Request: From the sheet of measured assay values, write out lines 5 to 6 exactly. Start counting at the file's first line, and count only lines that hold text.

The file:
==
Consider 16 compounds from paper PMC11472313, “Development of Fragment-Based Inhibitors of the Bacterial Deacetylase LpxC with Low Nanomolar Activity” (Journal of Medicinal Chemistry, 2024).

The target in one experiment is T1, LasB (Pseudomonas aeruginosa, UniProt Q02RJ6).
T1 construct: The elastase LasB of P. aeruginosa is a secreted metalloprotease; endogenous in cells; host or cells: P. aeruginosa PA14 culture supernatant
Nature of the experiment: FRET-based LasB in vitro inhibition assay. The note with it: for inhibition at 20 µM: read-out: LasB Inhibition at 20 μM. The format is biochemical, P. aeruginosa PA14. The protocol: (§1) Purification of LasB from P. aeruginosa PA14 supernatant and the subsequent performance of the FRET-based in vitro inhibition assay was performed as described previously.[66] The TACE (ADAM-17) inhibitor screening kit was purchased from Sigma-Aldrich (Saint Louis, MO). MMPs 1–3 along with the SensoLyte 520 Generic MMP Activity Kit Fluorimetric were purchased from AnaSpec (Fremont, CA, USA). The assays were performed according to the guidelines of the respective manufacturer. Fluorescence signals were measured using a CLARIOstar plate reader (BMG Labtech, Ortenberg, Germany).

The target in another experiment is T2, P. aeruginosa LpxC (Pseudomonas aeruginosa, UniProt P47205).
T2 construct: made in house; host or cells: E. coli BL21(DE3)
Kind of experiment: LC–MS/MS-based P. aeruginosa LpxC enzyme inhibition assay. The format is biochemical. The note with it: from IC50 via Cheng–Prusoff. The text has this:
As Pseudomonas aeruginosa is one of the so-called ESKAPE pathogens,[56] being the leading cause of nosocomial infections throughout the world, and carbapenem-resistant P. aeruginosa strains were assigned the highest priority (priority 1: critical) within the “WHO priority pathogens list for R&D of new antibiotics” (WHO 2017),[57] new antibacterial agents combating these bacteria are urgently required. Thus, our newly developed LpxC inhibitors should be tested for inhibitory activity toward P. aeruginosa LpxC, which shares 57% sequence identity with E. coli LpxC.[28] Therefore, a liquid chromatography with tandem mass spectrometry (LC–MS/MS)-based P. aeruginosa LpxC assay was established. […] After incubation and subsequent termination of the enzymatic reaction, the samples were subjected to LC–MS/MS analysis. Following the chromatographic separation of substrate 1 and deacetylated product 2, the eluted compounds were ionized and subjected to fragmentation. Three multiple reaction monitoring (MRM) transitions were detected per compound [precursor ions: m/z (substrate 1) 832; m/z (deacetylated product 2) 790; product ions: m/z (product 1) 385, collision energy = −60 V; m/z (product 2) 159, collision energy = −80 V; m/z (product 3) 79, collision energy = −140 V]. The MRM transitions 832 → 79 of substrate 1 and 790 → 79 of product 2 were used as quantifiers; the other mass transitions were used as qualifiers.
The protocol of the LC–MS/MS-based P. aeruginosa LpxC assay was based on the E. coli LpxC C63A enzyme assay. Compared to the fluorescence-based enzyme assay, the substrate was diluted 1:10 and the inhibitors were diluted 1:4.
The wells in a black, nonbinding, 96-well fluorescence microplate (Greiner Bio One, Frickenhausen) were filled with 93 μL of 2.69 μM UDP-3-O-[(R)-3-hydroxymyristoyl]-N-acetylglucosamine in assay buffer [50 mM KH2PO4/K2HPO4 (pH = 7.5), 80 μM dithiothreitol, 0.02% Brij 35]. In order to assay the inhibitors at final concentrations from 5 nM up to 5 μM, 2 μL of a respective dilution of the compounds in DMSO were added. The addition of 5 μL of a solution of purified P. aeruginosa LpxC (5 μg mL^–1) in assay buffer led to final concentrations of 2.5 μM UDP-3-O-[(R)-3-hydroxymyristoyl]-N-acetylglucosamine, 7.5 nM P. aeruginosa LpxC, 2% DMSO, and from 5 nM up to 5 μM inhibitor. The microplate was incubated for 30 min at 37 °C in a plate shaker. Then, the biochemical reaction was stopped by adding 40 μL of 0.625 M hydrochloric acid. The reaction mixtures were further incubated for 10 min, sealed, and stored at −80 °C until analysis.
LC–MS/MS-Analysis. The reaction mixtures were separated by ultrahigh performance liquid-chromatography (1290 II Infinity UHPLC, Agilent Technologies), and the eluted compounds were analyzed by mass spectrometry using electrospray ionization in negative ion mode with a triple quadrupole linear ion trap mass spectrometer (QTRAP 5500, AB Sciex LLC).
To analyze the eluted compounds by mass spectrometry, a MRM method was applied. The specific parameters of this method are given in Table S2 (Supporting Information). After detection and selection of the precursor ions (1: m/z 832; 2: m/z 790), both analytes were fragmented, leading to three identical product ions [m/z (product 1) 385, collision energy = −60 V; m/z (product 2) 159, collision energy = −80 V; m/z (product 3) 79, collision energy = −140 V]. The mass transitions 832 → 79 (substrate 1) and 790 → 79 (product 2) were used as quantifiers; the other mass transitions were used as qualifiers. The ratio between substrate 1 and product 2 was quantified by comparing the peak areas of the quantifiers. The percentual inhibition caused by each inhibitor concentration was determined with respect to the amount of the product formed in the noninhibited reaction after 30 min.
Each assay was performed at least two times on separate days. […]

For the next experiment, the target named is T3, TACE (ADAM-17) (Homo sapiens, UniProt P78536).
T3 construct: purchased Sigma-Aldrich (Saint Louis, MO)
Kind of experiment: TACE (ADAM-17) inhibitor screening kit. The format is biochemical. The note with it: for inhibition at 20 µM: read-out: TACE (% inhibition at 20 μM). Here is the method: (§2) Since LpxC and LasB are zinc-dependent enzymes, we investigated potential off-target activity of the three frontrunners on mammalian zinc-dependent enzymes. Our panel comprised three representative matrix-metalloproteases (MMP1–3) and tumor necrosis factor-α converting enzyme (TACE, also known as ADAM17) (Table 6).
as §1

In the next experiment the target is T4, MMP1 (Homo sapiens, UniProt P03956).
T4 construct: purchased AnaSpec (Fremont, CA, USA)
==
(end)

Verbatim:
The target in another experiment is T2, P. aeruginosa LpxC (Pseudomonas aeruginosa, UniProt P47205).
T2 construct: made in house; host or cells: E. coli BL21(DE3)